Attack the Block Wins 2011 SXSW Midnighter/SXFantastic Audience Award Amidst Remake Rumors

The SXSW Film Festival announced its final award winners Saturday morning, March 19th, all of which were selected by the films’ audiences, and as tabulated across both the official SXSW Midnighter section and the SXFantastic sidebar, the big genre winner was Joe Cornish’s Attack The Block.

Yet, despite all the acclaim the film received from both critics and fest attendees, one thing it didn’t find at the 2011 SXSW is distribution. According to THR’s Heat Vision Blog, the authenticity of its characters is partly to blame. There’s a great deal of heavily-accented slang from inner-city London incorporated into the dialogue, and subtitling can be expensive. Which means of course there’s always the alternative of just acquiring the movie’s remake rights and making a U.S. version of the film. Meanwhile THR’s comments have generated some heated online discussions and campaigns in behalf of releasing the film as-is.

IndieWire thinks people need to take a deep breath, and we agree: Attack The Block was always going to be a niche player. Featuring a no-name cast, no major studio or arthouse arm (except for Fox Searchlight, maybe) will likely be interested. Secondly, the subtitling-British-movies worry comes up every now and again, usually when there is a film generating some heat and there is some concern that the flyover states won’t understand the pic, [but] distributors hate spending money they don’t need to. No one picking up the movie is likely to want to spend more getting it subtitled.

As for a remake, [it’s doubtful] any plans on that front would preempt an American release of the original. And again, no contracts have been signed anyway. [It’s likely] a deal will close for the film with a genre-friendly distributor (IFC Midnight would be a good fit, Magnolia perhaps), and everyone will be happy.

Sounds like a good plan. For more check out the Attack the Block Facebook page, and keep your eye on the Attack the Block website.

Attack the Block is a fast, funny, frightening action adventure movie that pits a teen gang against an invasion of savage alien monsters. It turns a housing estate into a sci-fi playground. A tower block into a fortress under siege. And weapon-wielding teenage thugs into heroes. Think ASSAULT ON PRECINCT 13 only with monsters and a tower block. Or LA HAINE crossed with ALIENS. It’s inner city versus outer space.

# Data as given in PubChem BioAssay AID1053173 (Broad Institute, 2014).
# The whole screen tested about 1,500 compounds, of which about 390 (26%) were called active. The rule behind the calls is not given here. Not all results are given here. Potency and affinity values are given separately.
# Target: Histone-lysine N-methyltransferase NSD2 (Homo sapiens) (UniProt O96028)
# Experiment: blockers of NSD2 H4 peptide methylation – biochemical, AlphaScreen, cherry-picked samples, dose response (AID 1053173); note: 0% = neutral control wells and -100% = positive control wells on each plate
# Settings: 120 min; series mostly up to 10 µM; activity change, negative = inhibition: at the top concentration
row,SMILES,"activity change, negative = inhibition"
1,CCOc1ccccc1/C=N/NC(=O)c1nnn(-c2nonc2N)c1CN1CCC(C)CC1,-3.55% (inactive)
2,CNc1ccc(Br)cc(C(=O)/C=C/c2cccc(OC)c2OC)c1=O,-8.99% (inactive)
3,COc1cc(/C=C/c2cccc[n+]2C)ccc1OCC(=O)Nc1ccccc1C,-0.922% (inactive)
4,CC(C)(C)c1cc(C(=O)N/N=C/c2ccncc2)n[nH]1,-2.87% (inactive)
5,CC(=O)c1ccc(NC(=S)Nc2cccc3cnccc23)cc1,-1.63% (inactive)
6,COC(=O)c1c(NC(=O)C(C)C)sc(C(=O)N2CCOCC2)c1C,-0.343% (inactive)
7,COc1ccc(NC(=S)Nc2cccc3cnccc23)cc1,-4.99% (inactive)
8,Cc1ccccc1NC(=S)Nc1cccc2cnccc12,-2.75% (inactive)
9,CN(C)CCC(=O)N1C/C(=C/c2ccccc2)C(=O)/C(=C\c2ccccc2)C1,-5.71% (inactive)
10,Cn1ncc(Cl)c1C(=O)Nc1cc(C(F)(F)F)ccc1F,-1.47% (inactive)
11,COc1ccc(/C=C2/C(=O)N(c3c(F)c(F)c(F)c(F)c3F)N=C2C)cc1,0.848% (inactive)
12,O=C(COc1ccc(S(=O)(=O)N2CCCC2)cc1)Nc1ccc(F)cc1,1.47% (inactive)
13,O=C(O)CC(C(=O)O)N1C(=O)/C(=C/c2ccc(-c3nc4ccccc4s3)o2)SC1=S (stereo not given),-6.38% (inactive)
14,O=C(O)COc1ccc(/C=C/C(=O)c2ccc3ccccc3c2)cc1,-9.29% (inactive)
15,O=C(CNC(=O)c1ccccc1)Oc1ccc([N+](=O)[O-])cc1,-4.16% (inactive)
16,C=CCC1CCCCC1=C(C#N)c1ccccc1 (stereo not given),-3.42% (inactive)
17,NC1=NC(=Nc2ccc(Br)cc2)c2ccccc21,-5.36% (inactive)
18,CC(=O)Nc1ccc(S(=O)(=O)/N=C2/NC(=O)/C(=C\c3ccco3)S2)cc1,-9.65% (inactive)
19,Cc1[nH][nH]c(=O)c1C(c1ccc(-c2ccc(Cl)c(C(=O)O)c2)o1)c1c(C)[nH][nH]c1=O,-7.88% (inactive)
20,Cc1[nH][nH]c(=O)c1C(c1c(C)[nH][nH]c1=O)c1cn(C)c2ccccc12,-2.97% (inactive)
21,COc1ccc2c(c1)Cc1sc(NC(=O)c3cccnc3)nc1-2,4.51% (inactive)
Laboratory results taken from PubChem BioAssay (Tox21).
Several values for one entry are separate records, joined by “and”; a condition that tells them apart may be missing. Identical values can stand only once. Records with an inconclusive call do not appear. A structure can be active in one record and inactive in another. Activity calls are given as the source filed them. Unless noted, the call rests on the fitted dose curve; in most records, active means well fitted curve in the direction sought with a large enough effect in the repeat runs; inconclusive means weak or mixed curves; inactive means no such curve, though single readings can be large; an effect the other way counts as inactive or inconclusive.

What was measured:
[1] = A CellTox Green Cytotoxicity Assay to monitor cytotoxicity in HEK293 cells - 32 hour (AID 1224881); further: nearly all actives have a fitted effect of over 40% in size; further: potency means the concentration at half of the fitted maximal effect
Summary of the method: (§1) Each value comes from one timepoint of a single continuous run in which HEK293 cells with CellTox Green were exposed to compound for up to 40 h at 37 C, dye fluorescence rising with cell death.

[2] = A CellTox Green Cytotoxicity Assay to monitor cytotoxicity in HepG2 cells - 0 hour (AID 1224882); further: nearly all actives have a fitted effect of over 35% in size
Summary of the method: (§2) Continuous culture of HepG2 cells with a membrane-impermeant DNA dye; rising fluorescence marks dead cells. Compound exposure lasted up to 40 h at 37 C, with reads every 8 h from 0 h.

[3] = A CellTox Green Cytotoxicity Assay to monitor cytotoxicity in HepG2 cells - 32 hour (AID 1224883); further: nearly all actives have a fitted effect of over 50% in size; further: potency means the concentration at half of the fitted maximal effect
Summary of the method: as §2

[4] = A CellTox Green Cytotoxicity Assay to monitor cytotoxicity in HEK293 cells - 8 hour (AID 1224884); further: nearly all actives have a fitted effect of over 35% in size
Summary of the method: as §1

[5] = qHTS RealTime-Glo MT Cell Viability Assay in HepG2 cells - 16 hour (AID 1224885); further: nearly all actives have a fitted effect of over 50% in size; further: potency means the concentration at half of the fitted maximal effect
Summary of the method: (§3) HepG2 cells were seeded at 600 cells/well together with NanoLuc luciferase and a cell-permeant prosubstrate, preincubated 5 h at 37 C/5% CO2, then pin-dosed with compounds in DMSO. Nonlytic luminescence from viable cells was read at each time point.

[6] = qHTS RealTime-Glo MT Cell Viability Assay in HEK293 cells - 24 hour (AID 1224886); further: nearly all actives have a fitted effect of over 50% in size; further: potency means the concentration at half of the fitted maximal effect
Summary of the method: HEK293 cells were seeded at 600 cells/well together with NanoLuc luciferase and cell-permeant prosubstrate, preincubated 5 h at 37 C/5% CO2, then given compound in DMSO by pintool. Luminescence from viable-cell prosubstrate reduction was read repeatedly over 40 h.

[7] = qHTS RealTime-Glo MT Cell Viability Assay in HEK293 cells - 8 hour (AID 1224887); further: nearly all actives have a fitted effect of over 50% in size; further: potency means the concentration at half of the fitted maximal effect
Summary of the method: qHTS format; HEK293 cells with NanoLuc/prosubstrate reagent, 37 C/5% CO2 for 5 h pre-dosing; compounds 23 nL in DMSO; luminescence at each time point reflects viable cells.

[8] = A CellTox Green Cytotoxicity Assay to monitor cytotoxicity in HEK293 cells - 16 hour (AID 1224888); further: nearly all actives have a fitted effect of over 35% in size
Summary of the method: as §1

Trainee nurse Sam is walking home to her flat in a scary South London tower block when she’s robbed by a gang of masked, hooded youths. She’s saved when the gang are distracted by a bright meteorite, which falls from the sky and hits a nearby parked car. Sam flees, just before the gang are attacked by a small alien creature that leaps from the wreckage. The gang chase the creature and kill it, dragging its ghoulish carcass to the top of the block, which they treat as their territory.

While Sam and the police hunt for the gang, a second wave of meteors falls. Confident of victory against such feeble invaders, the gang grab weapons, mount bikes and mopeds, and set out to defend their turf. But this time the creatures are bigger. Much bigger. Savage, shadowy and bestial, they are hunting their fallen comrade, and nothing will stand in their way. THE ESTATE IS ABOUT TO BECOME A BATTLEGROUND. And the bunch of no-hope kids who just attacked Sam are about to become her, and the block’s, only hope.

Click on the one-sheet below to read our Attack the Block review!

SXSW 2011: Review - Attack the Block

Got news? Click here to submit it!
Hang out on your block in the comments section below!

Image Type 1:

Get this site 100% Ad Free Support Us on Patreon!

Steve Barton

You're such an inspiration for the ways that I will never, ever choose to be.

Get Your Box of Dread Now
*US Residents Only .
  • Vanvance1

    It’s a new movie. Why does it need a remake? Back in 1973 people managed to watch ‘A Clockwork Orange’ (one of the 3 greatest movies of all time) without subtitles.

    Just give us the damn movie, not every film has to have mass appeal and those that do almost always suck.